Fish rasstegai: Essential appetizer pies on a Russian table (RECIPE)

These “unbuttoned” Old Russian pies will perfectly complement your soup!

These “unbuttoned” Old Russian pies will perfectly complement your soup!

Victoria Drey
In Tsarist times these yeasty pies with generous fish filling were served with soups as an alternative to bread.

Rasstegai is one of the most popular traditional pies, known as the best appetizer for ukha – Slavic fish soup. What makes them special from other types of yeast dough pies is their iconic boat-shape, with a hole in the center to add fish broth. What about the name “rasstegai”? It’s widely considered that it derives from the Russian verb meaning “to unbutton”. So, most likely, it is all about the signature hole on the pie top that’s “unbuttoned” while forming rasstegai.

In Tsarist Russia, and for the longest time, fish rasstegai were considered to be a kind of fancy dish because of the classic stuffing based on sturgeon. Nevertheless, the pies were just as popular in less wealthy houses. Instead of expensive fish filling, they stuffed rasstegai with mashed potato and mushrooms, vegetables, eggs and savory porridges – and served with shchi (Russian cabbage soup), meat or chicken broths and other soup variations. 

Later on, it became common to stuff rasstegai with less expensive white or red fish: so feel free to use any fish you have on hand. However, red fish is more preferable as it’s richer in taste.

Despite looking quite impressive, these are one of the easiest pies I’ve ever cooked. Simple yeast dough, two-ingredient filling. dHere you have your delicious rasstegai with soft and tender dough, and even more tender fish filling.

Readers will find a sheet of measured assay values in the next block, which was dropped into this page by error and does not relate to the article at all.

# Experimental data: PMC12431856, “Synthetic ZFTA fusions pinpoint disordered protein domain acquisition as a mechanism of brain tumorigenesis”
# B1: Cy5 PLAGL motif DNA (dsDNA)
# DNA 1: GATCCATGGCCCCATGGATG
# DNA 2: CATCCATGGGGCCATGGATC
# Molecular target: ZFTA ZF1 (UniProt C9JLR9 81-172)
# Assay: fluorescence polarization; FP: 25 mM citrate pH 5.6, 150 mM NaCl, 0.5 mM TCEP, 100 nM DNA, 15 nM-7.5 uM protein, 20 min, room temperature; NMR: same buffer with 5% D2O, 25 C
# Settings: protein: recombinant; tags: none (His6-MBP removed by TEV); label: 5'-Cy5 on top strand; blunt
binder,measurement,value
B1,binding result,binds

Ingredients for the dough:

  • 330 g wheat flour 
  • 200 ml milk 
  • 2 tbsps vegetable oil
  • 1 tsp dry yeast
  • 1 tbsp sugar
  • 1 tsp salt

Ingredients for the filling:

  • 450 g salmon/ trout/ humpback salmon
  • 2 onions
  • oil for frying
  • salt
  • ground pepper
  • + 1 egg for smearing


1. Start with the base for your yeasty dough: in a large bowl mix lukewarm milk, sugar, dry yeast and 4 tablespoons of sifted flour – make sure the sugar and yeast dissolve. Leave in a warm corner for 20 minutes.

2. When you notice the mixture becomes airy and almost doubles in size, add the remaining sifted flour, oil and salt, and knead nice and elastic dough. Start with a fork and continue with your hands for at least 5-7 minutes.

3. Round the dough into a ball, put it in a big bowl greased with a bit of oil and cover with a cling film. Set aside for around 40 minutes to rise. 

4. Meanwhile, prepare the filling. Finely chop onion and stew with some oil on low heat until soft.

5. Next, cut your fish in small cubes and combine with ready onion. Take any fresh or defrosted red fish you prefer or have on hand – today, I use humpback salmon fillet.

6. The filling is ready – so it is just the time to form rasstegai. Gently punch the risen dough down and divide into 10-12 equal pieces. 

7. Form each piece into a ball, then roll into a flat round.

8. Place 1 heaped tablespoon of filling into the center of each round, gently but tightly pinch the edges, leaving a small hole in the middle. Repeat with the rest – you should get nice, small boat-shape pastries.

9. Place rasstegai on a baking pan covered with a sheet of parchment, cover with a clean kitchen towel and leave to rise for 15 minutes. Next, smear the tops of pies with egg wash (1 egg + 1 tbsp milk or water) and bake for 20-30 minutes at 180°C.

10. When ready, add a small piece of butter on the hole of each pie to make them even juicier. Serve rasstegai warm or cold, with fish broth or just as they are. Priyatnogo appetita!

READ MORE: Pozharsky cutlets: Cooking the most tender and juicy croquettes EVER! (RECIPE)

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